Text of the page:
SPECIFICALLY SPEAKING | MUNICIPAL LAW
inverse understanding the impact of “Taking” Property
By g. Ray Lentz, Jr., Debbie S. Champion and Jakeva Sherman
Sovereign immunity gener- ally protects governments and governmental agen- cies from suit or liability. However, federal and state
constitutions present a waiver of that
immunity in instances where there is
a taking of property, damage to property or both. When a state entity proactively initiates such a taking, it generally does so through a condemnation action. There are numerous scenarios under which a de facto taking
may occur, and a claim can be filed
for damages against a public entity.
When these activities occur, either by
accident or intent of the public entity,
then a claim for inverse condemna-
tion may lie. Inverse condemnation is
a remedy available to a property owner
who is not fairly and justifiably com-
pensated for property taken or dam-
aged by the government for public pur-
poses without formal eminent domain
proceedings. In an inverse condemna-
tion action, the property owner, rather
than the condemner or government,
initiates the action.
What must be proved in an
inverse condemnation action?
In order for a plaintiff to recover on
the basis of inverse condemnation, he
or she must establish that:
u Plaintiff’s private property was taken or damaged
u Plaintaiff has an interest in the taken or damaged property
u The government planned, approved,
constructed or substantially participated in a project, development or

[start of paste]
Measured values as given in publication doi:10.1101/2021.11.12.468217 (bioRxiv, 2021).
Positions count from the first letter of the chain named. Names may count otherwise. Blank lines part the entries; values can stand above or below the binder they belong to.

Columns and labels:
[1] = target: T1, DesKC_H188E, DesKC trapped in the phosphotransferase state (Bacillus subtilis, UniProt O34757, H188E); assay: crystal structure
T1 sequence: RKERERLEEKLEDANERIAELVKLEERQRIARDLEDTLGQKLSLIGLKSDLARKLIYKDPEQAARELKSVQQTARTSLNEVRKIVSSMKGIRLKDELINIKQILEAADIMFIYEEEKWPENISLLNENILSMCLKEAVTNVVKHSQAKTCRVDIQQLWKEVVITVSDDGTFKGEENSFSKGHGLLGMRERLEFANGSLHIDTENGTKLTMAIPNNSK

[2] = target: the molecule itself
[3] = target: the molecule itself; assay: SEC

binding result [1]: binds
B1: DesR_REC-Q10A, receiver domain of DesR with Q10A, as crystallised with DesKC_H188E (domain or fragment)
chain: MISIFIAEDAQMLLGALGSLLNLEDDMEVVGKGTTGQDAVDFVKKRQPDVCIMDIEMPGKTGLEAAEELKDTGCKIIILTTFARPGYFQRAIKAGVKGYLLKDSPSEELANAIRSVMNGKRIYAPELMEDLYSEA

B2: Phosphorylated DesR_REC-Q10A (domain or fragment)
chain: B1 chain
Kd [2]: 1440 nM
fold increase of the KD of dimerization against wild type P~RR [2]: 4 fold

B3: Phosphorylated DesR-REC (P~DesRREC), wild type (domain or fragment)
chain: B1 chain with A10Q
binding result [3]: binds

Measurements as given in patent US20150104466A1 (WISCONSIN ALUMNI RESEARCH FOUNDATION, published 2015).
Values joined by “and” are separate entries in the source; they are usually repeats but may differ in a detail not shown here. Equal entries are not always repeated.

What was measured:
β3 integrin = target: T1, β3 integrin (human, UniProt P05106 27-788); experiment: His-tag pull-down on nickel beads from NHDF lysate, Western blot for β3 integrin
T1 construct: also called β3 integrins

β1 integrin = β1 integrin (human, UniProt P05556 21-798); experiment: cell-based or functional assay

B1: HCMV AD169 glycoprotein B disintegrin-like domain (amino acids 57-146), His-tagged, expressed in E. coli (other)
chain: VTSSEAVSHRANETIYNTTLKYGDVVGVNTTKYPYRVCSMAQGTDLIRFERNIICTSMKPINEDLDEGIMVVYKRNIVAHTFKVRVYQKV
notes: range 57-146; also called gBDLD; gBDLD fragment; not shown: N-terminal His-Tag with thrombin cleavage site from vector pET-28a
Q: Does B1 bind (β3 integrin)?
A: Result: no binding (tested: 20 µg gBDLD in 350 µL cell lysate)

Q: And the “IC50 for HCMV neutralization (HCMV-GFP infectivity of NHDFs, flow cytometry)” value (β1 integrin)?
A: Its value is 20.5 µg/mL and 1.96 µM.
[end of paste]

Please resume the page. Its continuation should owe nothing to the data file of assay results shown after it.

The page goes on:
activity for public use
u The government’s activity was a
substantial cause of the taken or
u The government did so without just
Once these elements are proved, a
fact finder may determine the amount
of “just compensation,” if any, to be
awarded to the plaintiff.
What constitutes a taking?
A taking can be physical or regulatory.
A few examples of physical taking are:
seizure of land, retention of possession
of land after a lapse of lease period
and deprivation of access to land. The
Supreme Court in Ingle v. Chevron
U.S.A. Inc. found four types of regula-
(1) Government’s “physical” occu-
pation or invasion of an owner’s
WILL THIS ACTION DRAW A CLAIM FOR
K Does the regulation or action result in a permanent or temporary physical occupation of this property?
K Does the regulation or action deprive the owner of all economically viable uses
of the property?
K Does the regulation or action require property owner to dedicate a portion of
property or grant an easement?
K Does the regulation or action have a significant impact on the landowner’s economic interest?
K Does the regulation or action deny or substantially diminish a fundamental attribute of property owner?
(2) Government’s action that deprives
the owner of all economically
beneficial use of the property;
( 3) Government’s action that oth-
erwise economically burdens
the property owner, including
and the nature of the government
action effects a taking; and
( 4) “Land use exactions,” whereby the
government conditions a permit
or other approval on the owner’s
agreement to dedicate all or part
of its property to a public use.
This case found that whether a taking has occurred does not depend